We have implemented our theory as an extension the FEFF9 RSMS code6.
FEFF9 has been used extensively in calculations of electronic structure, EXAFS, XANES, and other related excited state spectroscopies, and is an efficient method which is not restricted to any particular symmetries,
and can thus treat a large class of materials, including periodic, amorphous, molecular, and nanomaterials. In addition, the code is capable of treating a variety of manybody effects including photoelectron selfenergy effects,
vibrational (DebyeWaller) effects, and corehole interactions.

6 John J. Rehr, Joshua J. Kas, Micah P. Prange, Adam P. Sorini, Yoshinari Takimoto, Fernando Vila, Comptes Rendus Physique 10 548559 (2009).


Results and Discussion
As an illustrative example, Fig. 1 shows the Ti Kα (top), Kβ (middle), and Kvalence (bottom) RXES of anatase TiO2.
The plot gives the RXES signal as a function of the incident energy of the photons (xaxis) and the energy loss, or difference between the incident and outgoing photon energies (yaxis).
These axes are related to the intermediate and final electronic states of the system respectively. The progression from deep core hole in the final state (Kα) to a valence hole in the final state (Kvalence) can provide valuable information on corehole interactions.
In this case one sees the preedge quadrupole peak moving upwards along the energy loss axis as the difference in corehole potentials becomes larger.
The interpretation is that the localized dstates associated with the preedge peak are strongly effected by the core hole, while the itinerant states associated with the rest of the spectrum are not.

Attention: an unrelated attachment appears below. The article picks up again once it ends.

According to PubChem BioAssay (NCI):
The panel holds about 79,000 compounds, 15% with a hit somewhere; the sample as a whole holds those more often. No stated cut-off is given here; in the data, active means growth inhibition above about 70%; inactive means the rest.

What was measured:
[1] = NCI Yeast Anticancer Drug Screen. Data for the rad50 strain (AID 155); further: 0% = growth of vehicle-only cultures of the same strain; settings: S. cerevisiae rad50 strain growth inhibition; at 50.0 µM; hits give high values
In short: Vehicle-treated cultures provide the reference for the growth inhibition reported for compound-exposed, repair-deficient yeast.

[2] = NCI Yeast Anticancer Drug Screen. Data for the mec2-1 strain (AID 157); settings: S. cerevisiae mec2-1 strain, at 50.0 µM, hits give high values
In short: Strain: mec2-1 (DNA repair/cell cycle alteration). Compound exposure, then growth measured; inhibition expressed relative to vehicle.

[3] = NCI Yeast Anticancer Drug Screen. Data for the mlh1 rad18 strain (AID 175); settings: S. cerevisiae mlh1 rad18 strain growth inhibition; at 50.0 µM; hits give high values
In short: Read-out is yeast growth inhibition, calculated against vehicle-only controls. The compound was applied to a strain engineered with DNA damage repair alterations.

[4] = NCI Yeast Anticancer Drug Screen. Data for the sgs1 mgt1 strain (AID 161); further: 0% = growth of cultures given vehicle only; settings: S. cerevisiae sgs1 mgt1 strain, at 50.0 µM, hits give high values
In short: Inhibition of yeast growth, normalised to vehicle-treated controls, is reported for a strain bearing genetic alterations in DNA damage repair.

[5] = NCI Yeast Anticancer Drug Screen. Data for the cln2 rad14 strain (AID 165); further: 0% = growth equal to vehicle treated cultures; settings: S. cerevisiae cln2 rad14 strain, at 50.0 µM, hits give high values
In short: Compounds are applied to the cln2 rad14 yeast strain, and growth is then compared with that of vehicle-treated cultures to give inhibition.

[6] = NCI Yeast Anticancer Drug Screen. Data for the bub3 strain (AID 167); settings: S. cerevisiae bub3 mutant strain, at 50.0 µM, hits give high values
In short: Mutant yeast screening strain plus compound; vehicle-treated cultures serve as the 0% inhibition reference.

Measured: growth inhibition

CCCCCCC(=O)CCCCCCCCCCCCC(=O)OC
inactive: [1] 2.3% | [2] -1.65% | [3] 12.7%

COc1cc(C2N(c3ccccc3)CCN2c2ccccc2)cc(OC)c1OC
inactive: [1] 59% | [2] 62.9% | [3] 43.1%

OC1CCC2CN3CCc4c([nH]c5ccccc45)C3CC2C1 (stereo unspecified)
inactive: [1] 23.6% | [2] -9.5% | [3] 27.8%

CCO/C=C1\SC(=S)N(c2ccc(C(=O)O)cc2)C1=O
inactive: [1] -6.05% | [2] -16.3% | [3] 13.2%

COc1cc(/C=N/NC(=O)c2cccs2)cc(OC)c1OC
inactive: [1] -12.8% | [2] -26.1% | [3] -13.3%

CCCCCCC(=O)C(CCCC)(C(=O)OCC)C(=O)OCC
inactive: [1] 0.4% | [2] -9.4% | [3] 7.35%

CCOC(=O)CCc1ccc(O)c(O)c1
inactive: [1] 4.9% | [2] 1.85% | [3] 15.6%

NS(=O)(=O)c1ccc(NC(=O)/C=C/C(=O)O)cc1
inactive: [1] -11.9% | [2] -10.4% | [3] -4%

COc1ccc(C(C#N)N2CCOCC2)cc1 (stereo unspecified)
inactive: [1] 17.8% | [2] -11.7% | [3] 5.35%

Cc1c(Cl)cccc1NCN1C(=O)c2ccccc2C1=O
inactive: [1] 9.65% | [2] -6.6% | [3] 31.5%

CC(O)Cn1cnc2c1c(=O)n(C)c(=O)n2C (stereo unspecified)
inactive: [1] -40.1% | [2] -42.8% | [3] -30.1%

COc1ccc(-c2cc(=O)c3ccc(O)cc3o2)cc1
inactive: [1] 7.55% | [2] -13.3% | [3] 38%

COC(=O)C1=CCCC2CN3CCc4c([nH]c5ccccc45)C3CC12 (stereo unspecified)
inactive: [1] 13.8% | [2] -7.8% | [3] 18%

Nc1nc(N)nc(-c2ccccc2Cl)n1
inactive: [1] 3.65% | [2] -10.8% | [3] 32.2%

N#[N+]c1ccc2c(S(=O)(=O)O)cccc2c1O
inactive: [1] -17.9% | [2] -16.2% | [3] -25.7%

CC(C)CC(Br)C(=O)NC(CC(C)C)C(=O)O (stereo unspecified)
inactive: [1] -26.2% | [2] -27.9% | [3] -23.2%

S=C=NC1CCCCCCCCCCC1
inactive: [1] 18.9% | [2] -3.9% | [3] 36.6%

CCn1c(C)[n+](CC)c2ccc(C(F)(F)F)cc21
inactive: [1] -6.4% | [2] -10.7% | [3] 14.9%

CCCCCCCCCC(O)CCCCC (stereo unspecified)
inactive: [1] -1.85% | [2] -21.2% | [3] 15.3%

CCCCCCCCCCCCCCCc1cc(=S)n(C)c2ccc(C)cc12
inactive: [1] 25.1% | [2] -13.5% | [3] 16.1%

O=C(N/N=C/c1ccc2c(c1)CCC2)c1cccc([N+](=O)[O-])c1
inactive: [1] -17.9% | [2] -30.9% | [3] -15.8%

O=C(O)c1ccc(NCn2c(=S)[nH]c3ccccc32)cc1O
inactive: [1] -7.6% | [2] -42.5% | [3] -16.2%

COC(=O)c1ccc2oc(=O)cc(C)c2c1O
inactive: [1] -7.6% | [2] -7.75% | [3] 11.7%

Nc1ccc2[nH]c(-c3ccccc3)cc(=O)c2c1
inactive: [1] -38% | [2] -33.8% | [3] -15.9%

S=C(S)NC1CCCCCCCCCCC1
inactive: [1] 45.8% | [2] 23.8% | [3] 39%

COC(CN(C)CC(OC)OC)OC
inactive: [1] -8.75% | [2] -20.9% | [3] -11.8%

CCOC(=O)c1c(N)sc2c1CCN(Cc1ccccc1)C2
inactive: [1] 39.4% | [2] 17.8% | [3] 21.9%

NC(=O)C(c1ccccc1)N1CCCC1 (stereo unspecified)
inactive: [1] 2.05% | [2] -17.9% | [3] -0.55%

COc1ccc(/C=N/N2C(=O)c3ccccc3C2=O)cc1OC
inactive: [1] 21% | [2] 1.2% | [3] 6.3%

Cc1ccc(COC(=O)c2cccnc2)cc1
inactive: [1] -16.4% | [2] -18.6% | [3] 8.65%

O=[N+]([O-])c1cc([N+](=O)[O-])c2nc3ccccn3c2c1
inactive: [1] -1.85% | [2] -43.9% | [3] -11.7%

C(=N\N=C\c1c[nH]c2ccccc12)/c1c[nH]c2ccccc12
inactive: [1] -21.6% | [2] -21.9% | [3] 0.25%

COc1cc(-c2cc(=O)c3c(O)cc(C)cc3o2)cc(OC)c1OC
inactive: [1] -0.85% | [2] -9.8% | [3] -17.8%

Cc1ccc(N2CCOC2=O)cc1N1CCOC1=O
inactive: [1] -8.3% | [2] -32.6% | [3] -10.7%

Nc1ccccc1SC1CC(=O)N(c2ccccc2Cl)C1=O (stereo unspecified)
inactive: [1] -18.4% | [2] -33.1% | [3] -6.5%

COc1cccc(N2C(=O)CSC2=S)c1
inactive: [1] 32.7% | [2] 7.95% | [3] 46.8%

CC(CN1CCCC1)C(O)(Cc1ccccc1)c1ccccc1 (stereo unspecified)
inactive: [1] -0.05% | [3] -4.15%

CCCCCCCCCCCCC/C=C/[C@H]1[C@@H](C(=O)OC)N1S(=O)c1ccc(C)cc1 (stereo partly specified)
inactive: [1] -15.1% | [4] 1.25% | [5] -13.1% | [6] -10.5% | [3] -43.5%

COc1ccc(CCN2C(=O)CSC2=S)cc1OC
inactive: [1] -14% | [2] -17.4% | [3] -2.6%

Fig. 1: Ti Kα (top), Kβ (middle), and Kvalence (bottom) RXES of anatase TiO2.
Note the changing position of the preedge peak as a function of the depth of the final state core hole.


Summary
We have developed a realspace multiple scattering approach to RXES, and implemented it as an extension of the FEFF9 code.
The qualitative agreement of our results for anatase TiO2 show that the method incorporates corehole interaction in both the intermediate and final states of the RXES process,
and takes solid state effects into account via a reasonable first principles fashion.
In addition to the the results shown above, the method has been used to investigate a variety of other systems including adsorption on small Pt nanoparticles interacting with adsorbates7,
catalytically important Mo oxide standards8, and actinide and lanthanide based systems9.
The theory provides a useful method to interpret RXES in a variety of materials.

7 Matthew W. Small et al, Submitted to Angewandte Communications.
8 Rowena Thomas et al, Submitted to J. Phys. Chem. B.
9 T Vitova et al 2013 J. Phys.: Conf. Ser. 430 012117.


Acknowledgement
This work was supported by DOE BES Grant No. DEFG0397ER45623 and was facilitated
by the DOE Computational Materials and Chemical Sciences Network (J.J.K. and J.J.R.). J.A.S. gratefully acknowledges the ﬁnancial support from the Eemil Aaltonen foundation and Magnus Ehrnrooth foundation.
The ESRF is acknowledged for providing beam time and technical support (P.G.).